I appreciate that the starting point is that the Tribunal operates in public, and the power to conduct all or part of a hearing in private should be strictly regulated: see Legal Services Commission v XBV [2018] QCAT 332 at [26], where the Honourable P Lyons QC pointed out that the Tribunal had a broader power to constrain the open court principle than is available to courts generally.  In that case there was evidence that the respondent had been receiving treatment from a psychiatrist and a psychologist for a major depressive disorder, and there was a risk of suicide.  A non-publication order was made, but under another Act, as it concerned a legal practitioner.  Reference was made to the decision of J v L & A Services Pty Ltd (No 2) [1995] 2 Qd R 10, where the open court principle was discussed.  Under that principle, as applied in courts, it was said at p 45 that “information may not be withheld from the public merely to save a party or witness from loss of privacy, embarrassment, distress, financial harm, or other collateral disadvantage.”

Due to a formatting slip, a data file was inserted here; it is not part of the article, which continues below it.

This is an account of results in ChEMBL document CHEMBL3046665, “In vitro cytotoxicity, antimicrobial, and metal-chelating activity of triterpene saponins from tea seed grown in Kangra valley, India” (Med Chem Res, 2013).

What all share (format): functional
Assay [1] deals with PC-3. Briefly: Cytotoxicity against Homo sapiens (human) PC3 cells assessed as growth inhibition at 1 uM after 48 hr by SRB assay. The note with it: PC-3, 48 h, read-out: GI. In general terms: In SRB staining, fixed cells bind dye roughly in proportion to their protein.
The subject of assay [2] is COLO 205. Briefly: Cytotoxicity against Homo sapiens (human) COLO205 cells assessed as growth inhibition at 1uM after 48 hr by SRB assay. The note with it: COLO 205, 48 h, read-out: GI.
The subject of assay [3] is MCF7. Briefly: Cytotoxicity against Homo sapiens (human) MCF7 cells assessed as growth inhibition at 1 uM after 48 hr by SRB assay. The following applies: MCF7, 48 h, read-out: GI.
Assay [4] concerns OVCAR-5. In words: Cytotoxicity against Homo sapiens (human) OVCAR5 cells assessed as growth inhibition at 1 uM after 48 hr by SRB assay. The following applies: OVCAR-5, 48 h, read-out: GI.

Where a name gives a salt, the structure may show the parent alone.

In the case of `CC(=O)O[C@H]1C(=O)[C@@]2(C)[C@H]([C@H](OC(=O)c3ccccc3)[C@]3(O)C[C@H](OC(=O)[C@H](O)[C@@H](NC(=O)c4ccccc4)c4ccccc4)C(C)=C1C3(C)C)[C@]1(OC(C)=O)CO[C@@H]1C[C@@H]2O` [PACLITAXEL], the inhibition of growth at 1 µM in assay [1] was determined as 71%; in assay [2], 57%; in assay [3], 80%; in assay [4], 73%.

4. [37]
    I am aware of cases where applications for non-publication orders have been refused, but in Health Ombudsman v NLM [2019] QCAT 366 Sheridan DCJ made a non-publication order in a matter which, although not an impairment matter, involved an impairment of the practitioner which was closely bound up with the relevant misconduct.  Her Honour referred to the statutory provisions for confidentiality in impairment matters, and said at [10] that they indicated that the legislature attaches importance to the need for privacy in matters relating to impairment, because there are good social policy reasons which justify a restriction on openness in the administration of justice.  Accordingly it was held to be necessary in the interest of justice to make a non-publication order.